Compression Fracture of the Spine
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Compression Fracture of the Spine

What Is a Compression Fracture of the Spine?

The (or "vertebral bodies") are the bones that form the spinal column. A compression fracture of the spine describes a collapse of one or more of these bones.

Illustration: Compression Fracture

How Do Compression Fractures of the Spine Happen?

Anyone can get a compression fracture of the spine from a serious fall or car accident. People with weakened bones can get them from a minor fall or without any trauma at all. Medical problems that cause weakened bones include and osteogenesis imperfecta.

What Are the Signs & Symptoms of a Compression Fracture of the Spine?

Someone with a compression fracture of the spine may have pain that happens right after an injury. Or they might notice back pain that seems to start without a known cause, but doesn't go away. Sometimes people with a compression fracture of the spine do not have any pain at all.

Over time, a compression fracture can lead to loss of height and curving of the spine.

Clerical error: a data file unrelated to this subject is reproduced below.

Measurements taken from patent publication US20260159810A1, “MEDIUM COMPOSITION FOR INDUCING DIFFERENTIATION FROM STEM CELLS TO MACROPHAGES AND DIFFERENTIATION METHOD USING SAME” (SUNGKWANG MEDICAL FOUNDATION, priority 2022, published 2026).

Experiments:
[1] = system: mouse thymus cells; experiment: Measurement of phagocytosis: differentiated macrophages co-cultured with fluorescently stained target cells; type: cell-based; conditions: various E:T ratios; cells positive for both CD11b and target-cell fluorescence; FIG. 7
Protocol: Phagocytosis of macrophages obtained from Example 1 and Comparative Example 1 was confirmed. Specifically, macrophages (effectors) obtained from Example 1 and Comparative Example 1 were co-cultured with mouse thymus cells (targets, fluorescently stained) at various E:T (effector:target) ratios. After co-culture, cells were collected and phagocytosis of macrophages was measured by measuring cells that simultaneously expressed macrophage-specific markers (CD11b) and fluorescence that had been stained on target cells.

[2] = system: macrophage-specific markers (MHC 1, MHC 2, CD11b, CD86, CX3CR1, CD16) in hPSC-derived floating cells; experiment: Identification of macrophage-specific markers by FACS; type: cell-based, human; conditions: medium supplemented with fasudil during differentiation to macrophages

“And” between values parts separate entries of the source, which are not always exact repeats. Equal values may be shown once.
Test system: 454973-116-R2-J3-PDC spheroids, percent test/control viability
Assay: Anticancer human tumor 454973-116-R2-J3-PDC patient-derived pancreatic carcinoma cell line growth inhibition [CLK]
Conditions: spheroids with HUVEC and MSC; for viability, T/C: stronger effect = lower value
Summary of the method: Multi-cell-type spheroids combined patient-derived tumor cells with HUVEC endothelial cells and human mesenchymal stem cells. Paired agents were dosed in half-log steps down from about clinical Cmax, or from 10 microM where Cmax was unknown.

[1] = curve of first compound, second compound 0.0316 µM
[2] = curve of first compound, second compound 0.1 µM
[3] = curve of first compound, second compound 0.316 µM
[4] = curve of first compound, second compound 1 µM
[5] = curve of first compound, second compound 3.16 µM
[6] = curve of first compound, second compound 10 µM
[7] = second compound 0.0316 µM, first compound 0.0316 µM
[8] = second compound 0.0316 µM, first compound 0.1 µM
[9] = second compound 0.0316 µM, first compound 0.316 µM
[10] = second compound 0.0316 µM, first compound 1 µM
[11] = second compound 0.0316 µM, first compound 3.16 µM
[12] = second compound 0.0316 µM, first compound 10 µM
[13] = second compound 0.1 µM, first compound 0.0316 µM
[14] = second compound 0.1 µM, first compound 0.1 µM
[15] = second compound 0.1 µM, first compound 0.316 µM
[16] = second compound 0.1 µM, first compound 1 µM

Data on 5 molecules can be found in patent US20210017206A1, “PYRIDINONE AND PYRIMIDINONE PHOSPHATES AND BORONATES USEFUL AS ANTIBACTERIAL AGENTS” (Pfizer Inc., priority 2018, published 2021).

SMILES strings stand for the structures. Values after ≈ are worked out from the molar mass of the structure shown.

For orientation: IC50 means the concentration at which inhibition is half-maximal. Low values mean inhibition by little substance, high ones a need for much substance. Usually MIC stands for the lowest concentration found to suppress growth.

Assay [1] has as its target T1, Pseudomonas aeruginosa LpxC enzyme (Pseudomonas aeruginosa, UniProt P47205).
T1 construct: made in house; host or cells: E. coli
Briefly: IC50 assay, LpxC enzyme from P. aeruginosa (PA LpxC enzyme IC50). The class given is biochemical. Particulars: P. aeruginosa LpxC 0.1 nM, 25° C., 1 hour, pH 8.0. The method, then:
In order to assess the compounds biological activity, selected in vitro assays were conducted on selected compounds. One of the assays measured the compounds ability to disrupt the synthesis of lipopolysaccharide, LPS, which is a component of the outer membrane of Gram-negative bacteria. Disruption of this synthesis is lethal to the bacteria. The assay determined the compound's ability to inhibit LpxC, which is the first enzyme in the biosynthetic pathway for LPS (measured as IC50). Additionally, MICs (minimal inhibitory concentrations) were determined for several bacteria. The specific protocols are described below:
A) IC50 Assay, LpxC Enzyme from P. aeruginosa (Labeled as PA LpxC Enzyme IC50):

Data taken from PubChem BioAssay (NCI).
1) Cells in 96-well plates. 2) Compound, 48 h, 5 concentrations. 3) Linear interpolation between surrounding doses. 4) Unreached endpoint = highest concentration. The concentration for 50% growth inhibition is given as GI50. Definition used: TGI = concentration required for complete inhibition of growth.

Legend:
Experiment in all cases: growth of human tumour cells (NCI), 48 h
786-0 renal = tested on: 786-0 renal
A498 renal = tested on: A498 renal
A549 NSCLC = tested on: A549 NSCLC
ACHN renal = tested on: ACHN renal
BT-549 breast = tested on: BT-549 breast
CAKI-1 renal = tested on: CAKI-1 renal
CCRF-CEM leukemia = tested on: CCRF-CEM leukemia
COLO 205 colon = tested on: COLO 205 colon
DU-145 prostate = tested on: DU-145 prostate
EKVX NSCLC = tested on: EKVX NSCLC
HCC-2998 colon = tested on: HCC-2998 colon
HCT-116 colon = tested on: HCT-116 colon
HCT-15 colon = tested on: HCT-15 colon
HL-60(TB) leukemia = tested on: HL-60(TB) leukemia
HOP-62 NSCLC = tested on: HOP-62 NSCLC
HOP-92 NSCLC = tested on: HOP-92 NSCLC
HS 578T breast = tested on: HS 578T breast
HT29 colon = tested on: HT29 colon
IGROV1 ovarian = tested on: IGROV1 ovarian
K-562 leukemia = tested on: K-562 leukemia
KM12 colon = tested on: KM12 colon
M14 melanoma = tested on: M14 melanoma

How Are Compression Fractures of the Spine Diagnosed?

If you might have a compression fracture of the spine, your health care provider will talk to you about your symptoms, do a physical exam, and get X-rays.

Sometimes other imaging tests, like a CT scan or MRI, are done to get more information about the fracture and the areas around it. A bone density test may be done to learn more about the strength of the bones.

How Are Compression Fractures of the Spine Treated?

Treatment for a compression fracture of the spine depends on how severe it is and if there are other medical problems. Treatments may include:

  • rest
  • a back brace
  • pain medicine
  • physical therapy to strengthen the muscles that support the spine
  • medicines, if there is a health problem causing weak bones
  • surgery

When Should I Call the Doctor?

Call your health care provider right away if you have:

  • severe back pain that does not go away after taking pain medicines
  • loss of feeling or "pins and needles" in your legs or feet
  • trouble controlling your bladder or bowels

Looking Ahead

Healing from a compression fracture depends on how severe it is and what caused it. To get the best results, go to all follow-up doctor visits, take medicines as directed, and follow the doctor's instructions about which activities are OK and which you should avoid.

Date reviewed: November 2018